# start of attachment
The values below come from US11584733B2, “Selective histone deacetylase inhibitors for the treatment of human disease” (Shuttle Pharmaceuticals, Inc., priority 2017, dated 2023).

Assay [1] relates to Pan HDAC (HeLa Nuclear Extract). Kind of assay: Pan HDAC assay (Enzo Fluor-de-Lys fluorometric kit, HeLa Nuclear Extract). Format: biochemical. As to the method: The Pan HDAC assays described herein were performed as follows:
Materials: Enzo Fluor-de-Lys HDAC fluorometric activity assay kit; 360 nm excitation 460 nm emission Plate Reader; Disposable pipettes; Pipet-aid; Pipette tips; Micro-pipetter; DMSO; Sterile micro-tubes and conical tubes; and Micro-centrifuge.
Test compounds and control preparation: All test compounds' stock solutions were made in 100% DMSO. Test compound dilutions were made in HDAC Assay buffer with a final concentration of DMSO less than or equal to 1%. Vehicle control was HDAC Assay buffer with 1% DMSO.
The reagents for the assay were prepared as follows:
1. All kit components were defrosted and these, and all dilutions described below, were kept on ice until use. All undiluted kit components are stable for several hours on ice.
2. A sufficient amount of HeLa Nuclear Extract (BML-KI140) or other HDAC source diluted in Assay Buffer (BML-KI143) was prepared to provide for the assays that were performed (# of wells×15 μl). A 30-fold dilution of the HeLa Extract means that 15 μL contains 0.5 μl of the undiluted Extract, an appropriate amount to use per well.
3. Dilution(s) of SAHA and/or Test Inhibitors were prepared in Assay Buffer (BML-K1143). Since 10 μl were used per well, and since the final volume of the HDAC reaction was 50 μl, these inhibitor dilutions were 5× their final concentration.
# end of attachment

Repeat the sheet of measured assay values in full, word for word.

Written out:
The values below come from US11584733B2, “Selective histone deacetylase inhibitors for the treatment of human disease” (Shuttle Pharmaceuticals, Inc., priority 2017, dated 2023).

Assay [1] relates to Pan HDAC (HeLa Nuclear Extract). Kind of assay: Pan HDAC assay (Enzo Fluor-de-Lys fluorometric kit, HeLa Nuclear Extract). Format: biochemical. As to the method: The Pan HDAC assays described herein were performed as follows:
Materials: Enzo Fluor-de-Lys HDAC fluorometric activity assay kit; 360 nm excitation 460 nm emission Plate Reader; Disposable pipettes; Pipet-aid; Pipette tips; Micro-pipetter; DMSO; Sterile micro-tubes and conical tubes; and Micro-centrifuge.
Test compounds and control preparation: All test compounds' stock solutions were made in 100% DMSO. Test compound dilutions were made in HDAC Assay buffer with a final concentration of DMSO less than or equal to 1%. Vehicle control was HDAC Assay buffer with 1% DMSO.
The reagents for the assay were prepared as follows:
1. All kit components were defrosted and these, and all dilutions described below, were kept on ice until use. All undiluted kit components are stable for several hours on ice.
2. A sufficient amount of HeLa Nuclear Extract (BML-KI140) or other HDAC source diluted in Assay Buffer (BML-KI143) was prepared to provide for the assays that were performed (# of wells×15 μl). A 30-fold dilution of the HeLa Extract means that 15 μL contains 0.5 μl of the undiluted Extract, an appropriate amount to use per well.
3. Dilution(s) of SAHA and/or Test Inhibitors were prepared in Assay Buffer (BML-K1143). Since 10 μl were used per well, and since the final volume of the HDAC reaction was 50 μl, these inhibitor dilutions were 5× their final concentration.